After completing his second job and turning the package, Lai, over to the bad guys, Frank accepts a third job. "The deal was this far, no further" still hangs in the air from the first job, plus the fact that the robbers got caught, which Frank avoided by not breaking Rule Number 1. Had he never gotten a flat tire . . . had he never opened the package . . . had he just walked away and ended his deal with them with the second job, but he doesn't. The third job is to deliver a briefcase, which, of course, turns out to be a bomb that blows up his car while he's at a rest stop having a snack. Jason Statham never hesitates as he walks toward the car, and there is no hint of the impending explosion that pushes him backward with great force—about as forceful as the look of anger on his face when he realizes they tried to kill him. He's PISSED! How pissed? Ring-the-doorbell-then-running-kick-knock-down-the-door pissed! Want to watch it again? Ding dong . . . It's your ass! . . .
What ensues after the bull breaks down the door, is a dance of violence. Graceful in moments—when he swirls the tablecloth around like a matador's cape, sending everything flying into the air, including a gun, which he catches, backhanded of course! (Because if you could catch a falling gun wouldn't it be cooler to catch it behind your back?) Mostly frenetic—He shoots up the place and the camera catches him with a stunning shot in a full-length mirror . . .a quick glance and he moves on to the hallway and the genius of the double axe fight where, missing, two bad guys end up embedding their axes into the wall just over Frank's head while he, with one hand on an ax is alternately punching away at both of them while, comically, neither of them, at first, wants to let go of their ax. Fiercely comical—you want to laugh but you can't, your breath is caught in your throat because it's all happening so fast. The coral-colored walls of the hallway set off with royal blue (and green) are as striking and sharp as the ax blades. The entire movie is largely blue and orange (with touches of yellow and green); not to the extent of Bruce Beresford's "Rich in Love" but the complementary use of blue and orange gives the movie a special feel. (It's used even more in Transporter 3.)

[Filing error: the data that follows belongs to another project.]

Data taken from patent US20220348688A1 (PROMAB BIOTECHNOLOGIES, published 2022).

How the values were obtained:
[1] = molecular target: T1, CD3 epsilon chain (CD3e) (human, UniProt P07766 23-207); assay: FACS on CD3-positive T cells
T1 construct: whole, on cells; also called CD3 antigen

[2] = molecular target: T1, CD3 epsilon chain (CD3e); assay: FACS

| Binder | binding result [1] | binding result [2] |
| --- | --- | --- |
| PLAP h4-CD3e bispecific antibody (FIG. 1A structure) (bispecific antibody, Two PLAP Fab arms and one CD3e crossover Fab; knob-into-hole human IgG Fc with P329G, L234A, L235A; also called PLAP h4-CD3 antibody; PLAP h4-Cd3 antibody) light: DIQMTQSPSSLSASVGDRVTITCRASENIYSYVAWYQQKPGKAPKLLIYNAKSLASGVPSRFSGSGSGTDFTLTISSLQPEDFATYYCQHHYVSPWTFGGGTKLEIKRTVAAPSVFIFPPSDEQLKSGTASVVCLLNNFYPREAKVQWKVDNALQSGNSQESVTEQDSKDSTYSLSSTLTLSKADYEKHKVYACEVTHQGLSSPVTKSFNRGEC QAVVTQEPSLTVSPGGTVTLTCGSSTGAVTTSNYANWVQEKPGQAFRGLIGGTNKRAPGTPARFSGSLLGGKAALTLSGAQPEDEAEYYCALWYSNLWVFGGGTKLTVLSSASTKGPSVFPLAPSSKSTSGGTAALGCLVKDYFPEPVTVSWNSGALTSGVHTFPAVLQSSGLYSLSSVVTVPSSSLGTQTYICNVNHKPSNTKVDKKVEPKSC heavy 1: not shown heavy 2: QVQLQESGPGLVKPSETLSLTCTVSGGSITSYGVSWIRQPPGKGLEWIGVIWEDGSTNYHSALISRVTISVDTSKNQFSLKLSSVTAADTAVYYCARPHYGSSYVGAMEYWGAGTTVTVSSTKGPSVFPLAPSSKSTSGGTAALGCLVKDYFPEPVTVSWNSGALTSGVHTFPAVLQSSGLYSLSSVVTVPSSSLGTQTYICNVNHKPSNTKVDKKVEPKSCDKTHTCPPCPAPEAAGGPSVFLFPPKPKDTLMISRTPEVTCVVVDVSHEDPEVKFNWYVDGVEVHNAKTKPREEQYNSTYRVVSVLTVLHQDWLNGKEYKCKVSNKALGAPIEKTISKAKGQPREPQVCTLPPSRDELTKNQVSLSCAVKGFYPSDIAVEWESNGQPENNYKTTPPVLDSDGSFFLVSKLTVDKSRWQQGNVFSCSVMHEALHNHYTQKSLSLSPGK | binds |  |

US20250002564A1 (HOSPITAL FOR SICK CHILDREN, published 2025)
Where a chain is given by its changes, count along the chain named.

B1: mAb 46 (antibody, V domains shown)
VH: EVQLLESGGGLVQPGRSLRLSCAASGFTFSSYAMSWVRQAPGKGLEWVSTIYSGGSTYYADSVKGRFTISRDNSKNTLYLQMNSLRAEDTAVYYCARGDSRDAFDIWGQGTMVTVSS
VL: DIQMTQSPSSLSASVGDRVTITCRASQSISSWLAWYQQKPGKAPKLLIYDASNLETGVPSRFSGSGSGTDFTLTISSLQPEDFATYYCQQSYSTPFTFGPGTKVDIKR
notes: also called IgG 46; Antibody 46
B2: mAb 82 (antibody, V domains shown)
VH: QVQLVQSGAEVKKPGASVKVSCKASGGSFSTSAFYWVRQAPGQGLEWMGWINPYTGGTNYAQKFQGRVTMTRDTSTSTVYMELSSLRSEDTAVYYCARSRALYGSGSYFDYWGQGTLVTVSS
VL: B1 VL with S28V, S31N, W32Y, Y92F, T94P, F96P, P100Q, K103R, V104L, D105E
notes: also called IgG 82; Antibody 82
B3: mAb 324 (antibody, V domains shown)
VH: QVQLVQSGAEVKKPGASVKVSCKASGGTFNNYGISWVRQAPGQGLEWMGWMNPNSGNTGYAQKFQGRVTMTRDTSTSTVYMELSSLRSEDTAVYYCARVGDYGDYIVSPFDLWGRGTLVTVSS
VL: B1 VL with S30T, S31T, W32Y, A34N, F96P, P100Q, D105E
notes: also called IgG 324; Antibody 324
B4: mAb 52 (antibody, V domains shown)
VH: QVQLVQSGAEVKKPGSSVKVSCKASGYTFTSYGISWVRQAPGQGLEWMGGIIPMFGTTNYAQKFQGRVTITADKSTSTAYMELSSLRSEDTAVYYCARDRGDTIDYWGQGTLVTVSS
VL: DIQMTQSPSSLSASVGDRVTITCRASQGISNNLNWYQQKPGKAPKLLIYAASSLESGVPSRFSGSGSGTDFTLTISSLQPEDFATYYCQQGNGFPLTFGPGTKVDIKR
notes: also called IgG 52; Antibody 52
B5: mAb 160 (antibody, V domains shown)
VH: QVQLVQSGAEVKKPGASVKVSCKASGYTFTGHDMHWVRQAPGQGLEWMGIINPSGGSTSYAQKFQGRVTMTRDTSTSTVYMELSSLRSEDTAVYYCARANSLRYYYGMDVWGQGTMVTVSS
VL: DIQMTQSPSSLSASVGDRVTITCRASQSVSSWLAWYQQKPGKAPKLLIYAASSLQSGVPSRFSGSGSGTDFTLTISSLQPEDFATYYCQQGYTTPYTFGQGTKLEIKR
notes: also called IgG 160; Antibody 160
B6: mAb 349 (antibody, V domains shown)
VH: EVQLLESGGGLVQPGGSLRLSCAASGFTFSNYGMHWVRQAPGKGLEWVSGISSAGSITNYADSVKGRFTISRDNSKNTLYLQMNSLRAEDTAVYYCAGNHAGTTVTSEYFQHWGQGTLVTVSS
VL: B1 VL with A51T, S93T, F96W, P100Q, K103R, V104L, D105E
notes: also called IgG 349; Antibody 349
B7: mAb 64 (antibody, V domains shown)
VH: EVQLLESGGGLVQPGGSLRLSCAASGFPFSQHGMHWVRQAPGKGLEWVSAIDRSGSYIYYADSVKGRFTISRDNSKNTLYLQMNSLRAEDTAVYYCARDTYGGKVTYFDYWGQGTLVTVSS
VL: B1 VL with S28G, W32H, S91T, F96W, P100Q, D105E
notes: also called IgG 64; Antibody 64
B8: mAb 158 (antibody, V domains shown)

This movie works on every level. The fight in the bus depot seems like every man waits his turn because they want to be the one to take him down. Yeah, they could all get him at once, but that wouldn't be as satisfying. They're sensibly wary until they get pissed off that he's winning and try to shoot him. The ensuing truck/container/car/plane/parachute chase seems a lot more believable with mighty Jason driving.
I think the movie fired only
a few "blanks":
I am so sure there are no tires on
the left side of the car as it flies through the air to land on
the car carrier. Why is the plane so
crazy-high up at one point?
Why does Lai's father need to walk
Frank up the hill to shoot him? And how does Lai get to
the top of the hill so quickly, and, Frank waits way too
long to throw that rock.
If you still want more Transporter, check out this site: The Transporter.net | sadly, that site is history . . .